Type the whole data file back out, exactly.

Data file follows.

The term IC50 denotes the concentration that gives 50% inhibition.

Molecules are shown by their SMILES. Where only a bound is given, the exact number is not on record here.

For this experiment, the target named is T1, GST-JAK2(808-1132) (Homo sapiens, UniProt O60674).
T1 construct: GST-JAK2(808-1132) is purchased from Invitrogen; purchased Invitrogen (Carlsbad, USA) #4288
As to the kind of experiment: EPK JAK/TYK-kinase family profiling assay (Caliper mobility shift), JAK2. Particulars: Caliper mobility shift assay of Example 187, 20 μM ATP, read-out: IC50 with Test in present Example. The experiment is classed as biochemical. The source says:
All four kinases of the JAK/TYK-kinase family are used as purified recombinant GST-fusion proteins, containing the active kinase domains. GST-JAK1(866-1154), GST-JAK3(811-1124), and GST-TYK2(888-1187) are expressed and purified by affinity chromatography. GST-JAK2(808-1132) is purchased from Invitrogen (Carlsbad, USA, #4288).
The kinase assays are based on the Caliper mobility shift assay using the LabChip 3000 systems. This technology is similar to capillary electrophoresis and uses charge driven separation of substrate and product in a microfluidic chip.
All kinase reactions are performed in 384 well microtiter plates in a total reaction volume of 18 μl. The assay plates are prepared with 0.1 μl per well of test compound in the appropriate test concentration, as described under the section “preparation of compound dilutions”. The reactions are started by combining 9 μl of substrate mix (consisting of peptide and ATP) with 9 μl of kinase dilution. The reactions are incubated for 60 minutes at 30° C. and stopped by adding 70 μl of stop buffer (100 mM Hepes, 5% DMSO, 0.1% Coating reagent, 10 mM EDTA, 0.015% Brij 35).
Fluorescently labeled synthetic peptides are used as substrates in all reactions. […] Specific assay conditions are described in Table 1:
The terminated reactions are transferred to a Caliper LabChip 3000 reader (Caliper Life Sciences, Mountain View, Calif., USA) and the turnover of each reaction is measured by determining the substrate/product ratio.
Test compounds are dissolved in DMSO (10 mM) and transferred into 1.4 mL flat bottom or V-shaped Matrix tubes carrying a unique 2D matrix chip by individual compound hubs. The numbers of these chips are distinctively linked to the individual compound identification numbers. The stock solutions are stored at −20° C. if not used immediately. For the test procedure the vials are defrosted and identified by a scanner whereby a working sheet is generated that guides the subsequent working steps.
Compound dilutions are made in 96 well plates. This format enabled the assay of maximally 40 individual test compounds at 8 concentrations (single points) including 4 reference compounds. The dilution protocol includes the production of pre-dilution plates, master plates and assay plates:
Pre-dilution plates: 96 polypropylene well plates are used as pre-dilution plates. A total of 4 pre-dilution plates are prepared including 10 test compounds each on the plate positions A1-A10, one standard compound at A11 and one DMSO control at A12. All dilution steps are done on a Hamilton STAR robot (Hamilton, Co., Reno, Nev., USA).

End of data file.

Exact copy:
The term IC50 denotes the concentration that gives 50% inhibition.

Molecules are shown by their SMILES. Where only a bound is given, the exact number is not on record here.

For this experiment, the target named is T1, GST-JAK2(808-1132) (Homo sapiens, UniProt O60674).
T1 construct: GST-JAK2(808-1132) is purchased from Invitrogen; purchased Invitrogen (Carlsbad, USA) #4288
As to the kind of experiment: EPK JAK/TYK-kinase family profiling assay (Caliper mobility shift), JAK2. Particulars: Caliper mobility shift assay of Example 187, 20 μM ATP, read-out: IC50 with Test in present Example. The experiment is classed as biochemical. The source says:
All four kinases of the JAK/TYK-kinase family are used as purified recombinant GST-fusion proteins, containing the active kinase domains. GST-JAK1(866-1154), GST-JAK3(811-1124), and GST-TYK2(888-1187) are expressed and purified by affinity chromatography. GST-JAK2(808-1132) is purchased from Invitrogen (Carlsbad, USA, #4288).
The kinase assays are based on the Caliper mobility shift assay using the LabChip 3000 systems. This technology is similar to capillary electrophoresis and uses charge driven separation of substrate and product in a microfluidic chip.
All kinase reactions are performed in 384 well microtiter plates in a total reaction volume of 18 μl. The assay plates are prepared with 0.1 μl per well of test compound in the appropriate test concentration, as described under the section “preparation of compound dilutions”. The reactions are started by combining 9 μl of substrate mix (consisting of peptide and ATP) with 9 μl of kinase dilution. The reactions are incubated for 60 minutes at 30° C. and stopped by adding 70 μl of stop buffer (100 mM Hepes, 5% DMSO, 0.1% Coating reagent, 10 mM EDTA, 0.015% Brij 35).
Fluorescently labeled synthetic peptides are used as substrates in all reactions. […] Specific assay conditions are described in Table 1:
The terminated reactions are transferred to a Caliper LabChip 3000 reader (Caliper Life Sciences, Mountain View, Calif., USA) and the turnover of each reaction is measured by determining the substrate/product ratio.
Test compounds are dissolved in DMSO (10 mM) and transferred into 1.4 mL flat bottom or V-shaped Matrix tubes carrying a unique 2D matrix chip by individual compound hubs. The numbers of these chips are distinctively linked to the individual compound identification numbers. The stock solutions are stored at −20° C. if not used immediately. For the test procedure the vials are defrosted and identified by a scanner whereby a working sheet is generated that guides the subsequent working steps.
Compound dilutions are made in 96 well plates. This format enabled the assay of maximally 40 individual test compounds at 8 concentrations (single points) including 4 reference compounds. The dilution protocol includes the production of pre-dilution plates, master plates and assay plates:
Pre-dilution plates: 96 polypropylene well plates are used as pre-dilution plates. A total of 4 pre-dilution plates are prepared including 10 test compounds each on the plate positions A1-A10, one standard compound at A11 and one DMSO control at A12. All dilution steps are done on a Hamilton STAR robot (Hamilton, Co., Reno, Nev., USA).